SHE IS A TENANT AND YOU ARE HER LANDLORD. You LEGALLY give her an eviction notice. If you are in Oregon, you must abide by the new law with regard to terminating her tenancy if she does not voluntarily vacate. YOU CAN NOT LOCK HER OUT. You could get in very deep legal and financial trouble if you do. If you’re in Oregon, please read up on the new law just passed under OSB 608. If she has lived there less than one year, you can give her a no cause 30 day notice. If more than a year, if more than a year YOU CANNOT EVICT WITHOUT GOOD CAUSE. READ THE NEW LAW.


  • vette

    I’m the landlord and this is the clause for GUESTS: There shall be no other persons living on the Premises other than the Tenant(s) and any Occupant(s). Guests of the Tenant(s) are allowed for periods not lasting for more than forty-eight hours unless otherwise approved by the Landlord.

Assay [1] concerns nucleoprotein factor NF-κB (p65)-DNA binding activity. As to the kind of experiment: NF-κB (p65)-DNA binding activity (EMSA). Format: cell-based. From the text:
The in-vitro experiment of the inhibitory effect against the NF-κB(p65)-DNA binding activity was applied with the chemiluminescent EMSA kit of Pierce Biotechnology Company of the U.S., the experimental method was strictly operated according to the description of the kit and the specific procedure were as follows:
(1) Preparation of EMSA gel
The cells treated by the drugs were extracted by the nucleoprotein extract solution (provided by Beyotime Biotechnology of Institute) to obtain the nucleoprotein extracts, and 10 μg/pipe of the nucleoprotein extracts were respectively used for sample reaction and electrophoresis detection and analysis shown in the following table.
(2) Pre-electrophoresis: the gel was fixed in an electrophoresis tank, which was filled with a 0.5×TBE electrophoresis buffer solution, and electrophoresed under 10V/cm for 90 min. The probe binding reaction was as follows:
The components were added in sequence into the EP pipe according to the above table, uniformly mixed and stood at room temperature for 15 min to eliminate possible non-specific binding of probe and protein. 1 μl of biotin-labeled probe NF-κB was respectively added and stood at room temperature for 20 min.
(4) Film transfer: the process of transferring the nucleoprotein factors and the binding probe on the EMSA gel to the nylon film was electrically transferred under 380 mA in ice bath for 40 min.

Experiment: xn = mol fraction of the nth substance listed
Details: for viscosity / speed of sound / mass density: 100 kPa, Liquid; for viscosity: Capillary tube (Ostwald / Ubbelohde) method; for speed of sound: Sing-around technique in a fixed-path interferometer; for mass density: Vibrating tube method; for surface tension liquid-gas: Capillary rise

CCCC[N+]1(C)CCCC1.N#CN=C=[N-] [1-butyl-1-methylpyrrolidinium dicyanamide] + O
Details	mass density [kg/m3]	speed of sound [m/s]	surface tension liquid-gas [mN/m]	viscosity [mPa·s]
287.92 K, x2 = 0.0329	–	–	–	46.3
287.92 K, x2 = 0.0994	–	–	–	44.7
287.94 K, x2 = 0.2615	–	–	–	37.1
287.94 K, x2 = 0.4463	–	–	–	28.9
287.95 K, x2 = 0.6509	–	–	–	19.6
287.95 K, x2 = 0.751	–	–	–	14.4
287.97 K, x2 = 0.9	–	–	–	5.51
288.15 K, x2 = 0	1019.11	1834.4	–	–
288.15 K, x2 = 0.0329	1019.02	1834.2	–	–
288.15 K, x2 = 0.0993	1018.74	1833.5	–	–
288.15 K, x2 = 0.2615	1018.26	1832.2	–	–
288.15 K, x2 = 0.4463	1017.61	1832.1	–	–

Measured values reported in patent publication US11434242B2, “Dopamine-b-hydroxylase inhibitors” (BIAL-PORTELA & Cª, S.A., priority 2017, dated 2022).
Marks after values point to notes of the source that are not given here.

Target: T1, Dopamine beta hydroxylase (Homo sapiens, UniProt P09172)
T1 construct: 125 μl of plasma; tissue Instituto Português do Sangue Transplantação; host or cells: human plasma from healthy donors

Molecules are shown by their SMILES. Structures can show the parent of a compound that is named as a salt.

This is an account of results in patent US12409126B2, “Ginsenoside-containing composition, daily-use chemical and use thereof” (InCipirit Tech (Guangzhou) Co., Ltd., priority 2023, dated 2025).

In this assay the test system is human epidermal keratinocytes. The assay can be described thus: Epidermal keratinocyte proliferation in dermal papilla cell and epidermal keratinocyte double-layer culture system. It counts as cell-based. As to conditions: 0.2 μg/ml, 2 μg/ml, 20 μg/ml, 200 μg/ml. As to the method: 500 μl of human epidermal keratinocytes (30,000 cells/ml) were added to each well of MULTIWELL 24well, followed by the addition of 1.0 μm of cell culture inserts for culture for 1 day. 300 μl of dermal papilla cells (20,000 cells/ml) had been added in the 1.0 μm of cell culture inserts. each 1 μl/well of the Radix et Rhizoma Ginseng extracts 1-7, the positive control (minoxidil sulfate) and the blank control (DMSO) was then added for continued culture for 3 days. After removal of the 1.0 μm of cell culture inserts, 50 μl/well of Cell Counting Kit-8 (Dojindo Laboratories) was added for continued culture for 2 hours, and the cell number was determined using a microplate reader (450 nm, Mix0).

my tenant has a girlfriend come to my house one day per week and overnight, does he break the first rule: no other persons living on the Premises other than the Tenant(s) and any Occupant(s). ? and what does periods not lasting for more than forty-eight hours means? so his girlfriend can come to my house as many times as she wants as long as not exceed 48 hours? or this means total 48 hours during lease period.

    • Jim

      First off, I’m not offering any legal advice. You need a licensed attorney for legal advice. That said, I would say you have 2 problems of ambiguity.
      “no other persons living on the Premises other than the Tenant(s) and any Occupant(s)”. I think a judge might find “any occupants” meaning anyone.

      “periods not lasting for more than forty-eight hours”. Again, I think a judge might easily find that 48 hours, gone for 24, and the 48 hours starts over again.